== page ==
Please note: This was published over a year ago. Phone numbers, email addresses and other information may have changed.

PCC Offers 15 "Full-Ride" Microelectronics Scholarships to Washington County Residents

Photos and Story by

The Microelectronics Technology program at Portland Community College has 15 academic scholarships available to Washington County residents for the 1997-98 academic year, beginning fall term 1997. Residents who are interested in a career as a technician in the semiconductor industry are encouraged to contact the program at 614-2701 for an application. The scholarships can be renewed for one additional year.

The scholarship will pay for tuition, books and incidental fees for the academic year, approximately $2,500 each. Requirements include residency in Washington County and qualifying for entry-level coursework in PCC’s Writing 121 and Math 95 classes. Students must also maintain full-time status, accomplished by registering and completing 12 or more credits per term; and earn a minimum of a "C" in each graded class. Other types of financial aid will not prevent someone from receiving the microelectronics scholarship.

Scholarship applications can be returned to the Microelectronics Technology program beginning July 15. The scholarships will be filled on a first-come, first-serve basis. "We will cut off when we get 15 eligible people for the program," said Deborah Hewitt, director of the program.

Microelectronics Technology is located at PCC’s workforce training center, part of the Capital Center, on N.W. 185th and Walker Road in Aloha. It is a two-year degree program that prepares individuals for the rapidly growing semiconductor industry in Oregon, much of it located in Washington County. Upon completion, graduates are qualified as technicians and can start earning between $25,000 and $40,000 their first year. The program also transfers to the Oregon Institute of Technology where students can receive a bachelor’s degree in manufacturing engineering.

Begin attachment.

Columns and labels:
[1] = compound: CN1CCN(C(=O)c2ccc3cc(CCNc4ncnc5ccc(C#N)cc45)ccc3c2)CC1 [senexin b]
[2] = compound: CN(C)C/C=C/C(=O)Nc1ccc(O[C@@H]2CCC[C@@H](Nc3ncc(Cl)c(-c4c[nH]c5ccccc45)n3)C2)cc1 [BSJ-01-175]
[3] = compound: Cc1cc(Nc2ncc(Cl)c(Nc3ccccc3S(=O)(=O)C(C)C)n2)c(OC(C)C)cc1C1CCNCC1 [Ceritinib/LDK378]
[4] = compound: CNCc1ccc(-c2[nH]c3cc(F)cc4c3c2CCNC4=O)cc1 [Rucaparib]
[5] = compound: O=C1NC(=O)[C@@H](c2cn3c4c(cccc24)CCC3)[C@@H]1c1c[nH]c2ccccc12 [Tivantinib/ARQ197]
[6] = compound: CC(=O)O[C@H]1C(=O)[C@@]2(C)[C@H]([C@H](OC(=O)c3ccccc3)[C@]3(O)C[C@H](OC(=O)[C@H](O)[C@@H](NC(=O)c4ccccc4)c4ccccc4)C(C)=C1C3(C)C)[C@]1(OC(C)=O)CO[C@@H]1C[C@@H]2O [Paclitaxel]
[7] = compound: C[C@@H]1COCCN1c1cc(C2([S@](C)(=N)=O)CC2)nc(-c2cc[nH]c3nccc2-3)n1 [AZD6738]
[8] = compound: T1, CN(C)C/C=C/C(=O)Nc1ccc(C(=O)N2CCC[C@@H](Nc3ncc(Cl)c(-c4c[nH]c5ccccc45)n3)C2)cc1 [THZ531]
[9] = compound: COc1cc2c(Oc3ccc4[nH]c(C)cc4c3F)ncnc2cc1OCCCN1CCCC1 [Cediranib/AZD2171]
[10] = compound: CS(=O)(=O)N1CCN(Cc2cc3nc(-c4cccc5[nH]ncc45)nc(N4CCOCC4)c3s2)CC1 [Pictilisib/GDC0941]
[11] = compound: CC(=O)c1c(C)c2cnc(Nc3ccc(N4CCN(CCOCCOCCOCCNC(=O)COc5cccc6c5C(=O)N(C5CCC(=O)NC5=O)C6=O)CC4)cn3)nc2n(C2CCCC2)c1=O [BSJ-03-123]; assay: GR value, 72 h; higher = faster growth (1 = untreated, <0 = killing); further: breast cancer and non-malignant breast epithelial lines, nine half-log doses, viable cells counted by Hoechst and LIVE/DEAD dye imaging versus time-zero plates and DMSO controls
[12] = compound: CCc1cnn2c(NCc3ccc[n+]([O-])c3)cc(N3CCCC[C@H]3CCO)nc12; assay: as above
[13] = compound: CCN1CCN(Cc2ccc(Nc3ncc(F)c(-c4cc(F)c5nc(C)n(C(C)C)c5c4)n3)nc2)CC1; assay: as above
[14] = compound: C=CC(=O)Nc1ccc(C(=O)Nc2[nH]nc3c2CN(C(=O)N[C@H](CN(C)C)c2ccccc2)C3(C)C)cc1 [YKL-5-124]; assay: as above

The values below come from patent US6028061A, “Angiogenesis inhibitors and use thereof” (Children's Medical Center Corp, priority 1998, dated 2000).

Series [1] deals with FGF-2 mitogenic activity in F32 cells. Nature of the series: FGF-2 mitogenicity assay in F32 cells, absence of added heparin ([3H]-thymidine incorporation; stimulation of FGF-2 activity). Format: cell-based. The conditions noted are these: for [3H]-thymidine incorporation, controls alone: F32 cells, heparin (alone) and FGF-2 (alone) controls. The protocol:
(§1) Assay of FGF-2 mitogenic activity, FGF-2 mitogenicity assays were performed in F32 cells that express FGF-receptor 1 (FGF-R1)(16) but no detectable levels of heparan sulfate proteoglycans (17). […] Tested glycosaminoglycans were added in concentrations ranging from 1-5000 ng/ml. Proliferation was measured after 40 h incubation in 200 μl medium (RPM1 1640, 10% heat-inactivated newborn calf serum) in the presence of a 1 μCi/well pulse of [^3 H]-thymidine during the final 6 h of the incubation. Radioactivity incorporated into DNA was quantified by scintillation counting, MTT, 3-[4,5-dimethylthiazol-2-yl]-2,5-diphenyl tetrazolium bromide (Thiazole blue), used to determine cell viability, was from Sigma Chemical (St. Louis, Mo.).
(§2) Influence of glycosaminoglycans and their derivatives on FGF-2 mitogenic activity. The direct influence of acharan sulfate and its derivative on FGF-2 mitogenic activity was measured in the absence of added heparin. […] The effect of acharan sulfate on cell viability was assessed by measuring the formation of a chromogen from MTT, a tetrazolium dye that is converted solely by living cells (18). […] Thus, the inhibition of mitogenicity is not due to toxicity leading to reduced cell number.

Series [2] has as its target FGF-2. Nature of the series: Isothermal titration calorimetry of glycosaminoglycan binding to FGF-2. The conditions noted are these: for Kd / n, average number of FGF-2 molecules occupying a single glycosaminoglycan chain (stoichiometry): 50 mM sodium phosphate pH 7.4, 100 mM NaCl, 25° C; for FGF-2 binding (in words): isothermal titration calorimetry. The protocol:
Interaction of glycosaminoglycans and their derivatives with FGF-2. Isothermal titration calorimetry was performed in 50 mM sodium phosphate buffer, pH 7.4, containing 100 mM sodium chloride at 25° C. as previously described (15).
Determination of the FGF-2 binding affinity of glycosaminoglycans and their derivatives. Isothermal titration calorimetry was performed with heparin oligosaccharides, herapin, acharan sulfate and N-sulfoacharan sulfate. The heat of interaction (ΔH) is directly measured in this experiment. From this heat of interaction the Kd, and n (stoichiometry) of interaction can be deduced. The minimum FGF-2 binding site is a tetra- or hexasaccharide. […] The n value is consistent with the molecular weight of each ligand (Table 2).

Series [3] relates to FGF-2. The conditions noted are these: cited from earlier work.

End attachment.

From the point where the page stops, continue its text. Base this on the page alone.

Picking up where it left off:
The scholarship money to train technicians comes from the Washington County Strategic Investment Program (SIP). The SIP uses property tax-abatement funds granted to semiconductor companies to give Washington County schools and residents the education and training resources needed for this growing industry. The partnership between industry, the county and schools has produced programs at both the high school and college level.

As part of the agreement, PCC will receive $2.3 million over a five-year period to help train individuals to work at semiconductor companies like Intel, OKI Semiconductor and Integrated Device Technology. The college has received $875,000 in the last two years to set up the school’s microelectronics lab, develop the curriculum with industry input, and operate the program.

"This program qualifies people as technicians in the semiconductor industry and technicians are one of the big unfilled but well-paying jobs in this industry," said Hewitt. "It’s that nice middle-tier: You can earn a two-year degree in case you don’t have the time or inclination for the four-year, and it will give you a family-wage job. And you can transfer to OIT if you decide to get a bachelor’s."

According to a report recently released by the Semiconductor Workforce Consortium, growth is greater than expected. It is projected that 6,589 workers will be needed in Oregon and Southwest Washington through the year 2000, up 45 percent from 1995 estimates. Of that number, companies say they’ll need an additional 1,677 technicians between 1997 and 2000.

"The scholarships will help address the gap," said Hewitt. "It is a positive step. The program at PCC has almost doubled in the last year, but there is still room for significantly more students," she added.


Email Subscriptions

Enter your email address to follow PCC News and recieve notifications of new posts by email.

What's Hot?


Search PCC News